The Council did also approve Ms Brown’s proposal to be on record as opposing the TDK extension but the Mayor pointed out that she thought it was an unnecessary action and that it could hurt future regional cooperative efforts. All in all a good example of democracy in action. I was impressed.

    • Agreed in that it was democracy in action, but I didn’t get my way with it. I wanted to maintain the right to seek redress or demand consideration without having a sponsor, multiple signatories, or litigation. What was once granted is now taken away. What we did was take away another means to formally appeal to Council. At this point, I don’t give a flip about what Twinkle Toes thinks is necessary or not. I am unimpressed!

    • Gman – I also watched the Council livestream where they voted to make agenda access more restricted, and share Doug Tucker’s disappointment with the outcome. Governments take rights and freedoms away a little at a time so most don’t notice how much we’ve lost until it’s too late.

      The city attorney seemed to confirm that the mayor’s proposal was outright illegal. The mayor was almost giddy to have Laura Johnson save her more public embarrassment by putting lipstick on this pig of a proposal for her, instead of letting it die.

      As Clint Holland said, agenda access was changed a year ago, and this additional restriction was “a problem in search of a solution”. Suzanne Brown was equally strong in opposition.

      I thought Councilman Destadio would join Holland and Brown, but he took up the “save staff time” rationale for jumping on board Johnson’s re-write. There were no statistics given that showed this would be a huge benefit, just broad generalities. It sounded very weak in comparison to the added burden on residents’ ability to get before council.

      Here’s a thought: rather than use the half million dollars intended to make the cart bridge over 54 pretty, pay for some staff overtime to clear out all these pesky agenda proposals rather than just turning them off.

      Now we should expect much faster action from staff and council since they are no longer overwhelmed by unnecessary resident, (and even one or two council member-sponsored) proposals. We must also remember who stood for us and future PTC residents.

  4. I suppose you can’t take representative government too far. I think each of our council members should review their past desires to address their city council. Would they have wanted to be constrained in this manner? I think not.

  5. As Councilman I propose video taping Council meetings. Logson and his two cohorts opposed.

    As Mayor I move forward with the proposal.

    Communications with the citizens is essential. Open meetings are essential.

    Since 2013 it has been constant tax increases, counsel takeovers of authorities and more.

    Citizens of Peachtree City must decide what kind of government they want. That means being aware and involved.

  6. On my 1st day as mayor Learnard, Imker and Fleisch told me I was just a figurehead. If I did not agree, then was told I should resign. Then told I did not need an office.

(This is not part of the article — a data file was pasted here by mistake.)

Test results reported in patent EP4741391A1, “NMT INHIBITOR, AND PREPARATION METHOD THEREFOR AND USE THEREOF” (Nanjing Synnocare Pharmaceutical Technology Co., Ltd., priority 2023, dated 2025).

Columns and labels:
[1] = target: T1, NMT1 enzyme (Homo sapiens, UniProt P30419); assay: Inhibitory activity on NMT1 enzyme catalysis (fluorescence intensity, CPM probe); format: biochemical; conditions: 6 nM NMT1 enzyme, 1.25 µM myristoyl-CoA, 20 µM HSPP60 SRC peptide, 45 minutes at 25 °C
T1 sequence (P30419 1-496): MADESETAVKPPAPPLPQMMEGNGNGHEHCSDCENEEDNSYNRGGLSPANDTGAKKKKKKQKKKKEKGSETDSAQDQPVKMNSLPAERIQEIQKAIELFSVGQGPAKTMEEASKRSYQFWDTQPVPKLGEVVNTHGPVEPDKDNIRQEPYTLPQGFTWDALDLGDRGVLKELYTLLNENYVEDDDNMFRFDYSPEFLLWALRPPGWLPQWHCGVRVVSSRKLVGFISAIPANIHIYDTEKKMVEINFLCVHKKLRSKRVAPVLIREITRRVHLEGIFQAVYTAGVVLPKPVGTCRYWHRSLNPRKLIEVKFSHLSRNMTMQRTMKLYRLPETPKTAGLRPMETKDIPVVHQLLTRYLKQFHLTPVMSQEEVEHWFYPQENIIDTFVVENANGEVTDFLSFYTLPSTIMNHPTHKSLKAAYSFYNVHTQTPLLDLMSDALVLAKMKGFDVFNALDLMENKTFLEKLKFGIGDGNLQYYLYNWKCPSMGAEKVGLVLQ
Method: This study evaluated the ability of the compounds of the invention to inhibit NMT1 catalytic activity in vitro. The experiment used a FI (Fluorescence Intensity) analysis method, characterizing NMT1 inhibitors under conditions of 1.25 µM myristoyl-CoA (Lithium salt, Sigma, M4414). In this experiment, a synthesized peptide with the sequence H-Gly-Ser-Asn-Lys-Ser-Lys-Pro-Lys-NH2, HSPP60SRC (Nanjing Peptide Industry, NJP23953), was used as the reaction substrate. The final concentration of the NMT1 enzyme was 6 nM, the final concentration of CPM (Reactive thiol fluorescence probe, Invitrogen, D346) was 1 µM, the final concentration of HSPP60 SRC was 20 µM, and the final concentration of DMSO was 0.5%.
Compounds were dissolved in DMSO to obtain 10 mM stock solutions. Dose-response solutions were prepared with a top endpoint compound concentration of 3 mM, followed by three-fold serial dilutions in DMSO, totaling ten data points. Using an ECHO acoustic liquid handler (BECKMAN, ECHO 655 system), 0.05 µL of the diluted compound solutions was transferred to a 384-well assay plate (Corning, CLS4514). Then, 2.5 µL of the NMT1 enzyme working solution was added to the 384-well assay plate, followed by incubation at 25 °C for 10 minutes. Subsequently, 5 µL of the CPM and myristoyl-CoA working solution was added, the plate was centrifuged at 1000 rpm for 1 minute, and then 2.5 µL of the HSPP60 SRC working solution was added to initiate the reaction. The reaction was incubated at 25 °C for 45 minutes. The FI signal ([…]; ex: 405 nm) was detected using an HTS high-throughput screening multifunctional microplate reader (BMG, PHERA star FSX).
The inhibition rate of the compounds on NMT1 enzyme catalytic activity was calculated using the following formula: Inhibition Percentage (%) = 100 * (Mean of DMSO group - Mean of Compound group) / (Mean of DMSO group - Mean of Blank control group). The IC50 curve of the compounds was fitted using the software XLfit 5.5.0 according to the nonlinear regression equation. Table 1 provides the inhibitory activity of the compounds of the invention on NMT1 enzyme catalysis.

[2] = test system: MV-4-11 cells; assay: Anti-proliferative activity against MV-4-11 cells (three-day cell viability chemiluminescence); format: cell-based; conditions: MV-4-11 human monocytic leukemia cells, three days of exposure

Look at Fleisch’s office in her tenure.

    The war was on. They won. Remember what followed.

    If voters do not pay attention, it will happen again.

  7. Without names and faces, I fully agree. The opportunity to address the Council helps positive image for our Council and Peachtree City. It helps demonstrate Peachtree City’s uniqueness. It reinforces the spirit of our Fourth of July celebrations. I will like to see the City Council table this Ordinance 1218, Sec. 2-33 agenda item again or just vote against it. The Sec. 2-33 does not “eliminate our citizens’ rights to redress,” as I previously stated. It does make our right to redress much more difficult. There is no legitimate reason, other than to streamline administrative procedures, to enact it. There are many personal concerns with allowing citizens direct access to the Council meetings’ agendas, but I know of NO PUBLIC REASON to deny citizens direct access to the Council meetings’ agendas. Public comment does not require Council recognition. An agenda item does and gives the presenter an opportunity to provide much more information about the subject (graphics, white papers, analysis, raw data, etc.). If one reviews March 16, 2023 Council meeting minutes, found in the April 6, 2023 Council meeting, one will discover a several revisions of the previously submitted change. This change is more restrictive than the previously submitted version. Also, think of how to seek redress if this restrictive change is approved. Petition? Litigation? We don’t need that; we emphasize the need for civil public discourse.

    If we, as citizens or Peachtree City-located business owners, need to present an in-depth public request or commendation to our governing body, we should simply request an opportunity be placed on the Council’s agenda through the Clerk and allow the Clerk to cue the item until it may fit into the Council meetings’ agenda. Give the Clerk 90 days to find an appropriate date. This is going to be one of those Council decisions that may make our Councilmembers heroes or villains.